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Thursday 25 April 2019

Who are the key figures in the Mueller probe?

Special counsel Robert Mueller has concluded his Russia investigation.

Michael Cohen is one of the key figures in the investigation (AP)
Michael Cohen is one of the key figures in the investigation (AP)

By Associated Press Reporters

As special counsel Robert Mueller concluded his Russia investigation, here is a look at the key names who are likely to feature in the report.

– Paul Manafort

The former campaign chairman of Donald Trump’s campaign has been convicted in Washington and Virginia of crimes related to years of Ukrainian political consulting work, including allegations he concealed his foreign government work from the United States and failed to pay taxes on it. Though the charges do not directly touch Mr Trump, he nonetheless remained a figure of considerable intrigue and enjoys the continued sympathy of the President, who has left open the door for a pardon. He is now serving a more than seven-year prison sentence.

– Michael Flynn

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President Donald Trump’s former national security adviser Michael Flynn is awaiting sentencing (Carolyn Kaster/AP)

Mr Trump’s former national security adviser pleaded guilty to lying to the FBI just days after Mr Trump took office by telling agents that he had never discussed sanctions with the-then Russian ambassador to the United States. The White House said Flynn had misled administration officials, including Vice President Mike Pence, about the conversation and ousted him weeks later. He has since become a vital cooperator for Mr Mueller, having met 19 times with investigators. Prosecutors are not recommending any prison time when he is sentenced next week.

– Michael Cohen

Mr Trump’s long-time lawyer and fixer is at the centre of not only Mr Mueller’s investigation but also a separate, and rapidly mushrooming, investigation into hush-money payments. In Mr Mueller’s investigation, Cohen has admitted lying to Congress about a proposed real estate development in Moscow. He told lawmakers the negotiations were done in January 2016 when in fact they stretched deep into the campaign. He also pleaded guilty in New York to campaign finance violations stemming from the payments, with prosecutors saying last week that he “acted in coordination and at the direction of Individual 1” — or Mr Trump.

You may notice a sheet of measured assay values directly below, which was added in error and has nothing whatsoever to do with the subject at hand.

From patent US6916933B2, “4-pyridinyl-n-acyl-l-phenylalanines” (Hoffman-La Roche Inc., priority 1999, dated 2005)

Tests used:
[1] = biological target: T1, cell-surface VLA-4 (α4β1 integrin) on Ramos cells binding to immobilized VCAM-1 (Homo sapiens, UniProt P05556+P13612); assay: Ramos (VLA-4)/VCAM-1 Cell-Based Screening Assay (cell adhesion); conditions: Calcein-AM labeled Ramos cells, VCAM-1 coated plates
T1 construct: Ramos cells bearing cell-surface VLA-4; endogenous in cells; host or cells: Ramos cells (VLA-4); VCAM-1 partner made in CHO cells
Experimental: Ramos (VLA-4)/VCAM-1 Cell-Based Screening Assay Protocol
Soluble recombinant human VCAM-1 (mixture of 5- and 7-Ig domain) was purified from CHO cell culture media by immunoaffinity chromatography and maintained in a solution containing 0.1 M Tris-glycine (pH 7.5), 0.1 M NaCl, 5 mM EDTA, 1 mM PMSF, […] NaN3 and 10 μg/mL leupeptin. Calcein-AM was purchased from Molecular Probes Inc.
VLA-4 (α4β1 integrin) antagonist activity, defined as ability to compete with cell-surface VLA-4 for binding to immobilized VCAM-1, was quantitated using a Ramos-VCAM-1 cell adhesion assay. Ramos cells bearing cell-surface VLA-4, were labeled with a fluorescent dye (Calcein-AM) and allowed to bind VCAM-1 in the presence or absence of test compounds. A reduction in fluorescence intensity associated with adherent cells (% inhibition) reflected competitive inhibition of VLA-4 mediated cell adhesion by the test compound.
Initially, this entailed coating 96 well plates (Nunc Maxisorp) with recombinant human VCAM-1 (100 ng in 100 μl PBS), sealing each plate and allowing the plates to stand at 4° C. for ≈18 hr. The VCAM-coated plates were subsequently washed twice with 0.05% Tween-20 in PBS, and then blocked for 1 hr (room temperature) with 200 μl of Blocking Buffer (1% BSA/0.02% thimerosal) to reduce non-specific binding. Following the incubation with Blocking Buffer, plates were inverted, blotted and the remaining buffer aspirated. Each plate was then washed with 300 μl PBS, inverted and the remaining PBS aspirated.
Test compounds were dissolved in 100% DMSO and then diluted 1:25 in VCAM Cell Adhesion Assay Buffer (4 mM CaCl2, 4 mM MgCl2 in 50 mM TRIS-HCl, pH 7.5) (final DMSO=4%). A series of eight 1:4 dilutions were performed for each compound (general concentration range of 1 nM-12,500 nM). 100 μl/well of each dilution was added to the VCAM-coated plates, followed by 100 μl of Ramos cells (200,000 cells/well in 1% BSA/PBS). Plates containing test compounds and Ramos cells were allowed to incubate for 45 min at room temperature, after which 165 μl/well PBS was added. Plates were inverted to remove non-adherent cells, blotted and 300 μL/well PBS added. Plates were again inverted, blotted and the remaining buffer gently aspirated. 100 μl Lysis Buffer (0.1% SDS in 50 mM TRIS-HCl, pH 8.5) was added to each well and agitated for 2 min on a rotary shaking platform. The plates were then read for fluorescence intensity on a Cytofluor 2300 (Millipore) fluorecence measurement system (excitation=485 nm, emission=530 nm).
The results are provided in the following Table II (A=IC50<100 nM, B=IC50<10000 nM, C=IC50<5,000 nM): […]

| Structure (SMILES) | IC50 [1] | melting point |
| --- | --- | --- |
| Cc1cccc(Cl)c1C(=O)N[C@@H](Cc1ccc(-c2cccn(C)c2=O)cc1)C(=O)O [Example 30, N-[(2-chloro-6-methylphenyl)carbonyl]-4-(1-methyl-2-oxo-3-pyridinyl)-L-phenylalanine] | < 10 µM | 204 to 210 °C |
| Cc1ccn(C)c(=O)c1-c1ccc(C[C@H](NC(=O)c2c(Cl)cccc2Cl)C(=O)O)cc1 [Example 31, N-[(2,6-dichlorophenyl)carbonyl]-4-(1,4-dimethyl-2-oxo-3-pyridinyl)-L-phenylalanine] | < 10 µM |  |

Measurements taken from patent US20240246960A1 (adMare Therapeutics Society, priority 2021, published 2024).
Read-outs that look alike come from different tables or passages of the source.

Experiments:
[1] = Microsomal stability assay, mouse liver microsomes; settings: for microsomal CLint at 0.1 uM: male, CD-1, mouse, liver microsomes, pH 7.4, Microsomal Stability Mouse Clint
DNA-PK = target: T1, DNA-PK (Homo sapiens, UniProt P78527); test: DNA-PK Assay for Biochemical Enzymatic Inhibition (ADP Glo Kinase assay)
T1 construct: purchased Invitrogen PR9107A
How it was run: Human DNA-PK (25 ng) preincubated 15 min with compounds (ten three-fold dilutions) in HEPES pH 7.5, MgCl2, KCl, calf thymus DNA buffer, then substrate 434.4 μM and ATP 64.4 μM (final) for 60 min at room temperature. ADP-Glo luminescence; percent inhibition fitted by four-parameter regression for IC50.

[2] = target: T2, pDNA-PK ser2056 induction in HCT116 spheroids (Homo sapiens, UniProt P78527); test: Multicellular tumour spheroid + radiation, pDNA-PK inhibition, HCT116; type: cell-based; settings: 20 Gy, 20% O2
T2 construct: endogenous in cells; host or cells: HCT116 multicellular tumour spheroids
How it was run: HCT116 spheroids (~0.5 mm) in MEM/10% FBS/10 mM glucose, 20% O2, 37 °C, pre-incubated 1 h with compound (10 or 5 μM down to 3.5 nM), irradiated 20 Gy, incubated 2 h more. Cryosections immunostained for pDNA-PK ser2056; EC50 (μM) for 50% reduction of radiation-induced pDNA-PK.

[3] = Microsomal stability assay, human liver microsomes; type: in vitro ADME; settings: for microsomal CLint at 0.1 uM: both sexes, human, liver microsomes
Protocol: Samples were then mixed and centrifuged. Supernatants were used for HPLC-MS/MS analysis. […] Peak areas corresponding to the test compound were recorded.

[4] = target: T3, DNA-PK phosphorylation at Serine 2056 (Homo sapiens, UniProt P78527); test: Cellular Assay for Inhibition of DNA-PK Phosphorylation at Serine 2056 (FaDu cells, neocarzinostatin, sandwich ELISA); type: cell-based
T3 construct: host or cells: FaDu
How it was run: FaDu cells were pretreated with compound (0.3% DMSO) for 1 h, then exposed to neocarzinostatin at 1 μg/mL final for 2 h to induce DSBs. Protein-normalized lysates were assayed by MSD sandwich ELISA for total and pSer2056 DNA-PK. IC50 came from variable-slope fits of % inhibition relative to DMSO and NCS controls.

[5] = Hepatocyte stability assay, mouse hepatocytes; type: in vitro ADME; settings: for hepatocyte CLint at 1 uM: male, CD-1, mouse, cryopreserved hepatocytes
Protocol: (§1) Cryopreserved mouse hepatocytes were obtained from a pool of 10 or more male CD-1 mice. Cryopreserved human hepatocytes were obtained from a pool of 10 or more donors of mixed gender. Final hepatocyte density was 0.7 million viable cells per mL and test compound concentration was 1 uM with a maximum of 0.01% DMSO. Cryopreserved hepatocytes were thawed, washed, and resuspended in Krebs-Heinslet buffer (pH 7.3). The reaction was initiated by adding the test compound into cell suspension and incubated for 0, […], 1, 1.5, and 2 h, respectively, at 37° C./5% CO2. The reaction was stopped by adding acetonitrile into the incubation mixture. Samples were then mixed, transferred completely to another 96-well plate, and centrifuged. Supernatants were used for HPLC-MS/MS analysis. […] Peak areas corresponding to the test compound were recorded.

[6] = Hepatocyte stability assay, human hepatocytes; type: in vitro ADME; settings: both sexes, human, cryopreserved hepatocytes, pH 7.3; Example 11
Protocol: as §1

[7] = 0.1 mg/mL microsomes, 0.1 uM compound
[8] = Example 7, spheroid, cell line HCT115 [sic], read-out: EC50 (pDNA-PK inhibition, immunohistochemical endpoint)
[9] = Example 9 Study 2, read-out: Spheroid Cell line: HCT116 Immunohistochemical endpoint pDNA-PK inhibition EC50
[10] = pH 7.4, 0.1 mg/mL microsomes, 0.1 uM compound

– George Papadopoulos

The former Trump campaign foreign policy adviser served a 14-day prison sentence after admitting lying to the FBI about a 2016 conversation with a Maltese professor who told him that Russia had “dirt” on Hillary Clinton in the form of stolen emails. Information about Papadopoulos’s contacts during the campaign started the FBI’s Russia investigation.

– Russian intelligence

Twelve Russian military intelligence officers were charged in July with hacking into email accounts of Hillary Clinton’s presidential campaign and the Democratic Party and then facilitating the release of tens of thousands of private communications. It remains perhaps the most direct example of what intelligence officials say was a broad conspiracy by the Kremlin to meddle in the 2016 election on Mr Trump’s behalf.

– Russian online trolls

A separate indictment charges 13 Russians with funding a covert social media propaganda campaign to sow discord among Americans in the run-up to the 2016 presidential election. Prosecutors say the scheme was run by a Russia-based troll farm that used bogus social media postings and advertisements fraudulently purchased in the name of Americans to try to influence the race.

– Roger Stone

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Roger Stone, an associate of President Donald Trump, is facing charges (Cliff Owen/AP)

A long-time Trump confidant, and self-proclaimed “dirty trickster” of Republican politics, Stone is charged with witness tampering and lying to Congress about his efforts to gain advance knowledge of WikiLeaks’s plans to release damaging information on Mrs Clinton during 2016. Though a Stone tweet from 2016 — “Trust me, it will soon the Podesta’s time in the barrel” — appeared to presage the disclosure of hacked emails, Stone has said he had no inside knowledge about the content, source or timing of WikiLeaks’s disclosure. He has also pleaded not guilty to the federal charges brought by Mr Mueller.

– Julian Assange

The WikiLeaks founder, under Justice Department scrutiny for years for the group’s role in publishing government secrets, has been an important figure in the Mueller investigation as investigators examine how WikiLeaks obtained emails stolen from Mrs Clinton’s campaign and Democratic groups. Prosecutors have also investigated whether any Americans were involved in coordinating that effort. Separately, prosecutors in the Eastern District of Virginia inadvertently disclosed the existence of a sealed criminal complaint against the WikiLeaks founder, though no details have been publicly announced.

– Donald Trump Jr

The president’s eldest son has attracted scrutiny for his role in arranging a Trump Tower meeting in June 2016 — also attended by Manafort and Mr Trump’s son-in-law Jared Kushner — at which he expected to receive damaging information on Mrs Clinton. He has said the meeting was a waste of time because he did not receive anything interesting from the attorney, Natalia Veselnitskaya. Both he and his father have suggested that anyone in that position would have taken such a meeting in hopes of getting dirt on a political opponent.

Press Association

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